The Springboks must produce a backlash when they tackle France in Paris this Saturday, writes CRAIG LEWIS.
With some relief, focus gradually has begun to shift back to on-field matters after the widespread fallout from last Saturday’s controversial 84th-minute refereeing decision that largely overshadowed the end result at Twickenham.
The fact remains that the Boks’ 12-11 defeat to England has left their win-loss record for the year sitting at a measly 45%. Make no mistake, it’s turned this Saturday’s clash against France into a must-win match for the Springboks.
It’s no surprise then that Rassie Erasmus has looked to select his strongest available lineup, with all six returning overseas-based players named in the match 23.
In particular, the return of Faf de Klerk, Willie le Roux and Franco Mostert will strengthen the spine of the starting lineup, with the Boks’ decision-making and lineouts having let them down last weekend.
It’s no coincidence that when De Klerk and Le Roux have been at their influential best as playmaking generals this year, the Springboks have generally come out on top.
De Klerk will certainly add some much-needed zip to the Bok attack, while Le Roux remains an ever-present danger when joining the line as another playmaker.
The loss of injured Eben Etzebeth is a big blow for the Springboks, but the retention of Pieter-Steph du Toit in the second row means that the Boks will be pairing two highly-proficient lineout locks together.
This set piece will have been a central focus for the Boks this week after four lineouts went astray last Saturday, and in particular, Malcolm Marx is one of the players who Erasmus will be hoping can deliver an emphatic response.
Although France are in a rebuilding phase, they remain a team that boasts some influential and physical forwards such as towering No 8 Louis Picamoles, while the likes of Teddy Thomas and Camille Lopez offer X factor among the backs.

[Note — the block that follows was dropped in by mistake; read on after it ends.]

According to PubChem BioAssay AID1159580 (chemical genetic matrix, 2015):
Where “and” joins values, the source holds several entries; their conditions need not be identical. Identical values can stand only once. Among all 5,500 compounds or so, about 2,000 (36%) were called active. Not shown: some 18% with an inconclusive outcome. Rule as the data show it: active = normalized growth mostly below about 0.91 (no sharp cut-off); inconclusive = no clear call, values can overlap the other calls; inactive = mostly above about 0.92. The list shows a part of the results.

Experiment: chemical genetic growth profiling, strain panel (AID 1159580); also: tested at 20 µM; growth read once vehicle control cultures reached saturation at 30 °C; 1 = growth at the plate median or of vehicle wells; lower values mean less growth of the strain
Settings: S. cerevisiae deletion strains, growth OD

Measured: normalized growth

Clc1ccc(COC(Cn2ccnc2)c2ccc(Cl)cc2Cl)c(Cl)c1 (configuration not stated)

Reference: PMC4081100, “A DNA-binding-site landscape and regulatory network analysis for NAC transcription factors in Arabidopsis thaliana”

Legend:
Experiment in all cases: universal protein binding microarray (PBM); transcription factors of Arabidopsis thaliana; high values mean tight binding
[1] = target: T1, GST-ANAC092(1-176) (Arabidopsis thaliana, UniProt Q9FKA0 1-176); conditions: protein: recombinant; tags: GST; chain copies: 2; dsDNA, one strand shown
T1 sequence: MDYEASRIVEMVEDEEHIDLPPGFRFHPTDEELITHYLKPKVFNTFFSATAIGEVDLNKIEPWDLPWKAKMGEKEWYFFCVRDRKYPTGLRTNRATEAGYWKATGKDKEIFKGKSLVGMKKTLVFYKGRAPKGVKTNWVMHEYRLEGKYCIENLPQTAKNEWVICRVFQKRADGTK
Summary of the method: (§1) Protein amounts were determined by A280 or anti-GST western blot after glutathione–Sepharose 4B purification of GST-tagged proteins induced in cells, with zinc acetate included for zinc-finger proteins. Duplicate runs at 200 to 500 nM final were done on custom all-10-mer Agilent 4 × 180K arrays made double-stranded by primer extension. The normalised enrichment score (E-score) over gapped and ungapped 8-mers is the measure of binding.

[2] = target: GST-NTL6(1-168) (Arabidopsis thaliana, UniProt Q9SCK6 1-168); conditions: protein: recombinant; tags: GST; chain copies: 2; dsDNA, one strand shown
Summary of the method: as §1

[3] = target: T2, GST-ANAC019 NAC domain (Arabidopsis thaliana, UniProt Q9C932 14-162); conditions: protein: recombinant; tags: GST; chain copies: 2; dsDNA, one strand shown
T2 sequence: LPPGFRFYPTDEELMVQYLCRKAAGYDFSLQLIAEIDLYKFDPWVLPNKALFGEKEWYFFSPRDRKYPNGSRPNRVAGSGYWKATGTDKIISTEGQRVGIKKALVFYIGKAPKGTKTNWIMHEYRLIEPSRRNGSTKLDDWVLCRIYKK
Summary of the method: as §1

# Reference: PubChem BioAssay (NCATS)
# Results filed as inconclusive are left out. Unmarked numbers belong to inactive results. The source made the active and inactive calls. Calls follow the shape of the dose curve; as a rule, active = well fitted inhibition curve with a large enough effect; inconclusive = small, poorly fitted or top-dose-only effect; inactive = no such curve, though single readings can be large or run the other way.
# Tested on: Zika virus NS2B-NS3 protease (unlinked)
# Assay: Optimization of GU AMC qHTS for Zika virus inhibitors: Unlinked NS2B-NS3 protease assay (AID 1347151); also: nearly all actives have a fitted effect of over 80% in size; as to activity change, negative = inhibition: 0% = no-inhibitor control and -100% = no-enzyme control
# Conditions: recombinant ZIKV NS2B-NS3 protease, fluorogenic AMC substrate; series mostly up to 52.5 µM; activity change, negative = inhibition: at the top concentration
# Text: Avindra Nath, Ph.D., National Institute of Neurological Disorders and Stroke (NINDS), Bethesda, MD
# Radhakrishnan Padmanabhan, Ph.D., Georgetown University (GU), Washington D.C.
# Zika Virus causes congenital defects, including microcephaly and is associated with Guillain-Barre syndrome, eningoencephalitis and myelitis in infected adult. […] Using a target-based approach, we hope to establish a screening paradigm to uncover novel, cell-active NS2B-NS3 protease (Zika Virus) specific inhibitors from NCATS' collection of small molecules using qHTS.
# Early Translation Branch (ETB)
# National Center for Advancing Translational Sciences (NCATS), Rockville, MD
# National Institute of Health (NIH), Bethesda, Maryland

What the Boks will be hoping to do is bottle up the frustration from last weekend and unleash it in a performance that is far more accurate.
There is no getting away from the fact that for all of the Boks’ gainline and territorial dominance, they should have had England dead and buried well before the officials could have a game-changing influence on proceedings.
This has remained one of the chief frustrations for the Boks this year, with Erasmus’ charges creating more than enough opportunities, but their finishing has left a lot to be desired at times.
It’s some consistency that the Springboks are still desperately searching for, while they will be looking to their substitutes to provide a more meaningful impact now that Vincent Koch, Francois Louw and Cheslin Kolbe have added some more experience to the bench.
The Boks come into this match on a six-match winning streak against France, and there is little doubt that they should have the firepower to claim another positive result if they can eradicate the basic errors and poor ball retention that haunted them last weekend.
France – 15 Maxime Medard, 14 Teddy Thomas, 13 Mathieu Bastareaud, 12 Geoffrey Doumayrou, 11 Damian Penaud, 10 Camille Lopez, 9 Baptiste Serin, 8 Louis Picamoles, 7 Arthur Iturria, 6 Wenceslas Lauret, 5 Yoann Maestri, 4 Sebastien Vahaamahina, 3 Cedate Gomes Sa, 2 Guilhem Guirado (c), 1 Jefferson Poirot.
Subs: 16 Camille Chat, 17 Dany Priso, 18 Rabah Slimani, 19 Paul Gabrillagues, 20 Mathieu Babillot, 21 Antoine Dupont, 22 Anthony Belleau, 23 Gael Fickou.
Springboks – 15 Willie le Roux, 14 S’bu Nkosi, 13 Jesse Kriel, 12 Damian de Allende, 11 Aphiwe Dyantyi, 10 Handré Pollard, 9 Faf de Klerk, 8 Warren Whiteley, 7 Duane Vermeulen, 6 Siya Kolisi (c), 5 Franco Mostert, 4 Pieter-Steph du Toit, 3 Frans Malherbe, 2 Malcolm Marx, 1 Steven Kitshoff.
Subs: 16 Bongi Mbonambi, 17 Thomas du Toit, 18 Vincent Koch, 19 RG Snyman, 20 Francois Louw, 21 Embrose Papier, 22 Elton Jantjies, 23 Cheslin Kolbe.
Photo: Anne Laing